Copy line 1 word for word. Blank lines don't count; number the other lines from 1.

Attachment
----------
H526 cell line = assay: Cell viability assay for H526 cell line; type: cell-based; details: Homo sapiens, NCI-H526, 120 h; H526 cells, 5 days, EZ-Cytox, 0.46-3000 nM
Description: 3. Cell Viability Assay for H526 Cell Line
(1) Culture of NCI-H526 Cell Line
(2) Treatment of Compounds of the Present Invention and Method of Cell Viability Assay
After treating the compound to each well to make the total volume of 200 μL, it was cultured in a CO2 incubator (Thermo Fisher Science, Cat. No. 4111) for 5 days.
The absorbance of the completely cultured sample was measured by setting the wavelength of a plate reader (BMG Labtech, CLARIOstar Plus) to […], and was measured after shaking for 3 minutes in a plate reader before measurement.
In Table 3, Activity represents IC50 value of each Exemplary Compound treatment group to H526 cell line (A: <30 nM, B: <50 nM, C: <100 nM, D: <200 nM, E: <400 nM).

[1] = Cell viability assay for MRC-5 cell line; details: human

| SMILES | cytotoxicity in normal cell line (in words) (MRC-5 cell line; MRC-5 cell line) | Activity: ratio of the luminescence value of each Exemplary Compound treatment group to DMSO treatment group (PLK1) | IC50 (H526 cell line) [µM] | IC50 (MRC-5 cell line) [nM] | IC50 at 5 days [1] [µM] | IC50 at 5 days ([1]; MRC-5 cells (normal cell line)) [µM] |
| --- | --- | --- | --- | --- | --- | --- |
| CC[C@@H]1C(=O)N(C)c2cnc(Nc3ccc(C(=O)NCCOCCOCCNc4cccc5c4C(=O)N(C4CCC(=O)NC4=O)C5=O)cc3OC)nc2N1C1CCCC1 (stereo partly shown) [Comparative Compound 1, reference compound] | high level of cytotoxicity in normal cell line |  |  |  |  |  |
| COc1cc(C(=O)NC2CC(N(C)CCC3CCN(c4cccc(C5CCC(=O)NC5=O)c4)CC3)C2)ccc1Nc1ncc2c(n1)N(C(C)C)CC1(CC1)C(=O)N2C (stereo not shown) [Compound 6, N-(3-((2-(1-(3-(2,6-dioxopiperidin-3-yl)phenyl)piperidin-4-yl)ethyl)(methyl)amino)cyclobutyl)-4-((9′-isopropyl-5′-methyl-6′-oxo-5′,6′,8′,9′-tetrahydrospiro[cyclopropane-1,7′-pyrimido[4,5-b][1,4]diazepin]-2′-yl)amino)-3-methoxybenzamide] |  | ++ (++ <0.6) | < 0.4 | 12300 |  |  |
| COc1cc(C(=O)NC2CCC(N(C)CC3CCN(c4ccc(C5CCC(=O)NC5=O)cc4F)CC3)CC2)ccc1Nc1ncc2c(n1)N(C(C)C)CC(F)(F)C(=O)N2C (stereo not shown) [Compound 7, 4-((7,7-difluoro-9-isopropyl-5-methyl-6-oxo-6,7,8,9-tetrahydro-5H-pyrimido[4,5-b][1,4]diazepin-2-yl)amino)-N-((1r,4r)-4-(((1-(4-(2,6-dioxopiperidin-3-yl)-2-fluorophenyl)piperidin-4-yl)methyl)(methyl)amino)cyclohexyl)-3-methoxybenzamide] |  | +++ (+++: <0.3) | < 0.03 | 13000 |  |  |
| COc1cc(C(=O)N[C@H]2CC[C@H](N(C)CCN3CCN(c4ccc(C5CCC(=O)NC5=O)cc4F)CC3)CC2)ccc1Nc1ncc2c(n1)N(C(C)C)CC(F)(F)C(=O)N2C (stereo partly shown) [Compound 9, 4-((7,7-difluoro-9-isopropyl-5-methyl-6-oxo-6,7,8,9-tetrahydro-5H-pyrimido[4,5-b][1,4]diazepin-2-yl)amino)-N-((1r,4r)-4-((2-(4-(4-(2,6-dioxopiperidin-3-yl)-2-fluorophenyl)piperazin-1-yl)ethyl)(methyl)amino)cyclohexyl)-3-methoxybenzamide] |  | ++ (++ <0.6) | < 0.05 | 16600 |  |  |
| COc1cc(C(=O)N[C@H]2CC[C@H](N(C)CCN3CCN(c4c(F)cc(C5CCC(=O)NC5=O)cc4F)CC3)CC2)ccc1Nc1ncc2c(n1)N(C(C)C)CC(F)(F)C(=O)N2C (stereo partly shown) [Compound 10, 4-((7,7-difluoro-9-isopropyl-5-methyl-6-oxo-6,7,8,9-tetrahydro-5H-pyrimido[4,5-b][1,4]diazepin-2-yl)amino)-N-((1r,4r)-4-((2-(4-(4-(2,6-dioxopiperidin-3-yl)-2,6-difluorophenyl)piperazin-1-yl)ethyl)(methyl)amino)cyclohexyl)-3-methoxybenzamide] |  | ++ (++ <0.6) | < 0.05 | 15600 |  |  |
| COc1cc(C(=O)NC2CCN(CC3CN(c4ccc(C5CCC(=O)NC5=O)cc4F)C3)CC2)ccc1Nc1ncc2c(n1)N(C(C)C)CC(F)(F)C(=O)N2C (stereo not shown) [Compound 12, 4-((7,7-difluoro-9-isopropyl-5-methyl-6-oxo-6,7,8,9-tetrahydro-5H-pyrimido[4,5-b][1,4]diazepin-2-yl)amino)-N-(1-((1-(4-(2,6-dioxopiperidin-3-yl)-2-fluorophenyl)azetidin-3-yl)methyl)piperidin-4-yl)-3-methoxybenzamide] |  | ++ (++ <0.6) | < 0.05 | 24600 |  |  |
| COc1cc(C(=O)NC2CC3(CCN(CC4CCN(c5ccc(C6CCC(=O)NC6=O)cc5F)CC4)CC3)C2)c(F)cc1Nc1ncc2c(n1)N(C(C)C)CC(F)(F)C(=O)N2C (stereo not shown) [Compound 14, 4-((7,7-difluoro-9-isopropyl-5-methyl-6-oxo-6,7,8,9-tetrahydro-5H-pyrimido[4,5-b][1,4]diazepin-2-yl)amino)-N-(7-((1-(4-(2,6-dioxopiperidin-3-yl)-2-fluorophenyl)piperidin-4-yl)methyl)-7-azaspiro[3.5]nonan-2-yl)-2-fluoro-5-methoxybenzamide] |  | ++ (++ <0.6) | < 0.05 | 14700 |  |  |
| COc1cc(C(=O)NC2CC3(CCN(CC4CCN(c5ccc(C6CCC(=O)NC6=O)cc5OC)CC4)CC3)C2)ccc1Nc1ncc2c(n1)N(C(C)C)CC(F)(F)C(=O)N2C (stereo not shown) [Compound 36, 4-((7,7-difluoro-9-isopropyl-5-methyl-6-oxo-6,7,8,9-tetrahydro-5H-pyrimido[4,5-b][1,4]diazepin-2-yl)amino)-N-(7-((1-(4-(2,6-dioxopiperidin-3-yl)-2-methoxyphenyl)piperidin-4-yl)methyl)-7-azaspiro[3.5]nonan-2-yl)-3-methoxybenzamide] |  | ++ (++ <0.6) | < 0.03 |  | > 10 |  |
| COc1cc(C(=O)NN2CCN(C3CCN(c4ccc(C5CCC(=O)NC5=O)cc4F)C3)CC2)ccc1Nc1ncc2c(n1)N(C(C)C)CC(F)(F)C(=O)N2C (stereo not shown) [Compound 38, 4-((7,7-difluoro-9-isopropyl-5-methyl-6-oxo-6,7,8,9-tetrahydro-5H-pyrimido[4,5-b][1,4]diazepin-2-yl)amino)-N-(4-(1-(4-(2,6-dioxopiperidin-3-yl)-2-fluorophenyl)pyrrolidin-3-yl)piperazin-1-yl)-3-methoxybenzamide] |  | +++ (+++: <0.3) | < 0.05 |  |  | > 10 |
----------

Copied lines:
H526 cell line = assay: Cell viability assay for H526 cell line; type: cell-based; details: Homo sapiens, NCI-H526, 120 h; H526 cells, 5 days, EZ-Cytox, 0.46-3000 nM